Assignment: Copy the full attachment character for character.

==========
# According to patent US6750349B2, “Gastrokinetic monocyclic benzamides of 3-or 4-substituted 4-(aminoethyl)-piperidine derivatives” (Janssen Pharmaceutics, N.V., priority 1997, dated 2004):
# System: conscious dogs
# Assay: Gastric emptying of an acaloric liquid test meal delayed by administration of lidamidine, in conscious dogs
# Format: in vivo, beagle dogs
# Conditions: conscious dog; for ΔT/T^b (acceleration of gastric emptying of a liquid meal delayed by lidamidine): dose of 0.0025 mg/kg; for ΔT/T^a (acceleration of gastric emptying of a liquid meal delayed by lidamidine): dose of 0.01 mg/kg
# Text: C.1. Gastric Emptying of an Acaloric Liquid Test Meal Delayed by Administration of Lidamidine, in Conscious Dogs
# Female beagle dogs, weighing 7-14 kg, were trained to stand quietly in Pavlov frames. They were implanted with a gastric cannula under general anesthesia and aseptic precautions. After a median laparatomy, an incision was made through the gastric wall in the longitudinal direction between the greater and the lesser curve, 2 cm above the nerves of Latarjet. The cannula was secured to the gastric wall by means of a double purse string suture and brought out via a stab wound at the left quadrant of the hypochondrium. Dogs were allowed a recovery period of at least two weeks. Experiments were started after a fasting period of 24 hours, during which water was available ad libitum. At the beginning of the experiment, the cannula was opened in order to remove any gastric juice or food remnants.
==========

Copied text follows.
# According to patent US6750349B2, “Gastrokinetic monocyclic benzamides of 3-or 4-substituted 4-(aminoethyl)-piperidine derivatives” (Janssen Pharmaceutics, N.V., priority 1997, dated 2004):
# System: conscious dogs
# Assay: Gastric emptying of an acaloric liquid test meal delayed by administration of lidamidine, in conscious dogs
# Format: in vivo, beagle dogs
# Conditions: conscious dog; for ΔT/T^b (acceleration of gastric emptying of a liquid meal delayed by lidamidine): dose of 0.0025 mg/kg; for ΔT/T^a (acceleration of gastric emptying of a liquid meal delayed by lidamidine): dose of 0.01 mg/kg
# Text: C.1. Gastric Emptying of an Acaloric Liquid Test Meal Delayed by Administration of Lidamidine, in Conscious Dogs
# Female beagle dogs, weighing 7-14 kg, were trained to stand quietly in Pavlov frames. They were implanted with a gastric cannula under general anesthesia and aseptic precautions. After a median laparatomy, an incision was made through the gastric wall in the longitudinal direction between the greater and the lesser curve, 2 cm above the nerves of Latarjet. The cannula was secured to the gastric wall by means of a double purse string suture and brought out via a stab wound at the left quadrant of the hypochondrium. Dogs were allowed a recovery period of at least two weeks. Experiments were started after a fasting period of 24 hours, during which water was available ad libitum. At the beginning of the experiment, the cannula was opened in order to remove any gastric juice or food remnants.